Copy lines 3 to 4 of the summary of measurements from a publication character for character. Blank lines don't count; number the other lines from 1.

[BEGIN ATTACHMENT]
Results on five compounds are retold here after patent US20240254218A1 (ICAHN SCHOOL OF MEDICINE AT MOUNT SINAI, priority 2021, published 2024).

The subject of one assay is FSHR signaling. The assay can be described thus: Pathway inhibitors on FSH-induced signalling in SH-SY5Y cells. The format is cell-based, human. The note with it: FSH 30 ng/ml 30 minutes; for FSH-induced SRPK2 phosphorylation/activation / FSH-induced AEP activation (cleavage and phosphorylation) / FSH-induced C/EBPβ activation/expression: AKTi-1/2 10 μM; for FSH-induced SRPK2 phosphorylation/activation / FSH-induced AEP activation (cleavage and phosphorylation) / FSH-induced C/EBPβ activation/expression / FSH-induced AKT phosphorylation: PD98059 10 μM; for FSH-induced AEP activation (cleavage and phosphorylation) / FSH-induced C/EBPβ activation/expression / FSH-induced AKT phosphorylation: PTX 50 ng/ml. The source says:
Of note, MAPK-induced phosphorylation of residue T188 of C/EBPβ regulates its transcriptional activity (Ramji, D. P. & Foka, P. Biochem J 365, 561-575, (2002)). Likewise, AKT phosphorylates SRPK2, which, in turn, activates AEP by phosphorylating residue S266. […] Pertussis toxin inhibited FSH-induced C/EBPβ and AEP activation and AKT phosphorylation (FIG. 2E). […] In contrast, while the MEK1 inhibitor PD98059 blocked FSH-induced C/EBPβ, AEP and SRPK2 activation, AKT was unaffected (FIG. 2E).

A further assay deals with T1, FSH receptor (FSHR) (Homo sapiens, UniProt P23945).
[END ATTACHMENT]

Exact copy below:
Of note, MAPK-induced phosphorylation of residue T188 of C/EBPβ regulates its transcriptional activity (Ramji, D. P. & Foka, P. Biochem J 365, 561-575, (2002)). Likewise, AKT phosphorylates SRPK2, which, in turn, activates AEP by phosphorylating residue S266. […] Pertussis toxin inhibited FSH-induced C/EBPβ and AEP activation and AKT phosphorylation (FIG. 2E). […] In contrast, while the MEK1 inhibitor PD98059 blocked FSH-induced C/EBPβ, AEP and SRPK2 activation, AKT was unaffected (FIG. 2E).

A further assay deals with T1, FSH receptor (FSHR) (Homo sapiens, UniProt P23945).